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by Judith Oster
Download Toward Robert Frost: The Reader and the Poet fb2
History & Criticism
  • Author:
    Judith Oster
  • ISBN:
    0820316210
  • ISBN13:
    978-0820316215
  • Genre:
  • Publisher:
    University of Georgia Press (February 1, 1994)
  • Pages:
    360 pages
  • Subcategory:
    History & Criticism
  • Language:
  • FB2 format
    1124 kb
  • ePUB format
    1180 kb
  • DJVU format
    1738 kb
  • Rating:
    4.7
  • Votes:
    325
  • Formats:
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Toward Robert Frost: The. has been added to your Cart. Frost's poems, she demonstrates, teach the reader how they should be read; at the same time, they resist closure and definitive reading. The reader's acts of encountering and constructing the poems parallel Frost's own encounters and acts of construction.

Toward Robert Frost book. See a Problem? We’d love your help. Details (if other): Cancel. Thanks for telling us about the problem. Toward Robert Frost: The Reader and the Poet.

Every poem, Robert Frost declared, "is an epitome of the great predicament, a figure of the will braving alien .

Every poem, Robert Frost declared, "is an epitome of the great predicament, a figure of the will braving alien entanglements". This study considers what Frost meant by those entanglements, how he braved them in his poetry, and how he invited his readers to do the same.

Every poem, Robert Frost declared, ""is an epitome of the great predicament, a figure of the will braving alien entanglements. In the process it contributes significantly to a new critical awareness of Frost as a complex artist who anticipated postmodernism - a poet who invoked literary traditions and conventions frequently to set himself in tension with them.

Using the insights of reader-response theory, Judith Oster explains how Frost appeals to readers with his apparent . Frost s poems, she demonstrates, teach the reader how they should be read.

Frost s poems, she demonstrates, teach the reader how they should be read. University of Georgia Press.

the reader and the poet.

1 2 3 4 5. Want to Read. Are you sure you want to remove Toward Robert Frost from your list? Toward Robert Frost. the reader and the poet. Published 1991 by University of Georgia Press in Athens. Includes bibliographical references (p. -322) and index.

Toward Robert Frost: The Reader and the Poet. by Judith Oster (pp. 611-612). Contingent Meanings: Postmodern Fiction, Mimesis, and the Reader. by Jerry A. Varsava (pp. 623-624).

Frost, RobertThe Poetry of Robert Frost: The Collected Poems, Complete and Unabridged. Edward Connery Lathem, ed. New York: Henry Holt and Company, 1969. Valuable for the collation of variant readings offered in the notes to the volume. Grade, Arnold, ed. The Family Letters of Robert and Elinor Frost. Albany: State University of New York Press, 1972. Latham, Edward Connery. Athens: University of Georgia Press, 1994.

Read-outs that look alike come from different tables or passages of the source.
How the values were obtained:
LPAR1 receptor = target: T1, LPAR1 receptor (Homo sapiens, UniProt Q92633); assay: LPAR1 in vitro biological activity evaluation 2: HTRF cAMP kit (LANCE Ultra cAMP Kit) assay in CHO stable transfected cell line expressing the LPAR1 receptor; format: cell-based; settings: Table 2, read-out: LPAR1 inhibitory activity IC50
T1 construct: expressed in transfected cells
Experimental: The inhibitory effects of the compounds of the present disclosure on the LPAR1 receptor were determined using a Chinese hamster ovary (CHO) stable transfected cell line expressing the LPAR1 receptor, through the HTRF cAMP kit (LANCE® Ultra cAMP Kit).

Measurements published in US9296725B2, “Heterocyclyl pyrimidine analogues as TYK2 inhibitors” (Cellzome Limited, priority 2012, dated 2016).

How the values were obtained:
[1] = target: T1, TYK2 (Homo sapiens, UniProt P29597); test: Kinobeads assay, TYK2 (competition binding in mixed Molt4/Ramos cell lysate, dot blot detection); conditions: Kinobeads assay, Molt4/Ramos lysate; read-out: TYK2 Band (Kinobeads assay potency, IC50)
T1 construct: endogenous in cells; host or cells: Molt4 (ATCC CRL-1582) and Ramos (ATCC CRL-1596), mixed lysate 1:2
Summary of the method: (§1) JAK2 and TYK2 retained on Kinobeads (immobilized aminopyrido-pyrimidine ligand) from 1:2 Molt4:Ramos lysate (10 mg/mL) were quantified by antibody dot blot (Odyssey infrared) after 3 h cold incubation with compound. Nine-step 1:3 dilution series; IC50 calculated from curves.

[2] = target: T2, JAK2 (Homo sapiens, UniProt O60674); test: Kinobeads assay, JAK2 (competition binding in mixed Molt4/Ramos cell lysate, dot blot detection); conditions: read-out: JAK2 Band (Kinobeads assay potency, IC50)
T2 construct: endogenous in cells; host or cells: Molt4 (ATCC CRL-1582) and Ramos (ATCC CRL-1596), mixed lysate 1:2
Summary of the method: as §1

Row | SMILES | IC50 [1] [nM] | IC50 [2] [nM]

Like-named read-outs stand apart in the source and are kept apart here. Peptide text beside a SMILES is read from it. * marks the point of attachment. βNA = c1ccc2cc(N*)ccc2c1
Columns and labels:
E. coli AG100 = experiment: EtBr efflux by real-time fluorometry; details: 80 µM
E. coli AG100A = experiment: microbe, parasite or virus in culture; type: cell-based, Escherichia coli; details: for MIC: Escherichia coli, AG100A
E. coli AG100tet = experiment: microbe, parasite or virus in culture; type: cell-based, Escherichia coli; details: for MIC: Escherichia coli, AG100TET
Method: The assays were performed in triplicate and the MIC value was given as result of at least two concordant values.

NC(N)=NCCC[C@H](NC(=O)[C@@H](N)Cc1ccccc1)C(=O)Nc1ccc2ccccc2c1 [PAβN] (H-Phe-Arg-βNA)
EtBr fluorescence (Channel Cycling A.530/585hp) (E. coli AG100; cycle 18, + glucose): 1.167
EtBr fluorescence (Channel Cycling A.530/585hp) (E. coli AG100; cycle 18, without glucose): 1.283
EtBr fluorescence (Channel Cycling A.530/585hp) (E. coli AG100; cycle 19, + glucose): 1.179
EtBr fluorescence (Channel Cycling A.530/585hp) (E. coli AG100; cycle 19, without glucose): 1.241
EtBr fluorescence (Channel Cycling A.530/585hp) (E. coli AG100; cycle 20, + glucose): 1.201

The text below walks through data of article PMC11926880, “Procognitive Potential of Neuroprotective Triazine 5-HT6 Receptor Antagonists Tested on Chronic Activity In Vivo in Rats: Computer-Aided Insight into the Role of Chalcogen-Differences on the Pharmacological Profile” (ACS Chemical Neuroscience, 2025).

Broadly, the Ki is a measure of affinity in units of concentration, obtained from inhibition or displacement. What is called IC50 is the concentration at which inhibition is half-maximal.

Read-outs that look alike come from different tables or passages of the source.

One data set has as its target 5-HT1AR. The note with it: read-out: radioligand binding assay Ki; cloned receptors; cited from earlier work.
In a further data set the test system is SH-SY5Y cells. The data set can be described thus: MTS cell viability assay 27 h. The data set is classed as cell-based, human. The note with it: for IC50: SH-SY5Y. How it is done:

Robert Frost One of America's leading 20th- century poets. A four-time winner of the Pulitzer Prize. Poetry & the Age. New York: The Ecco Press, 1980. Athens, Georgia: The University of Georgia Press, 1991. An essentially pastoral poet. The unofficial poet laureate of America. 3 Life Experience 1874 - Born on March 26 in San Francisco. 13 Thank You Very Much for Attending This LectureThank You Very Much for Attending This Lecture.

Every poem, Robert Frost declared, "is an epitome of the great predicament, a figure of the will braving alien entanglements". This study considers what Frost meant by those entanglements, how he braved them in his poetry, and how he invited his readers to do the same. In the process it contributes significantly to a new critical awareness of Frost as a complex artist who anticipated postmodernism―a poet who invoked literary traditions and conventions frequently to set himself in tension with them.

Using the insights of reader-response theory, Judith Oster explains how Frost appeals to readers with his apparent accessibility and then, because of the openness of his poetry's possibilities, engages them in the process of constructing meaning. Frost's poems, she demonstrates, teach the reader how they should be read; at the same time, they resist closure and definitive reading. The reader's acts of encountering and constructing the poems parallel Frost's own encounters and acts of construction.

Commenting at length on a number of individual poems, Oster ranges in her discussion from the ways in which the poet dramatizes the inadequacy of the self alone to the manner in which he "reads" the Book of Genesis or the writing of Emerson. Oster illuminates, finally, the central conflict in Frost: his need to be read well against his fear of being read; his need to share his creation against his fear of its appropriation by others.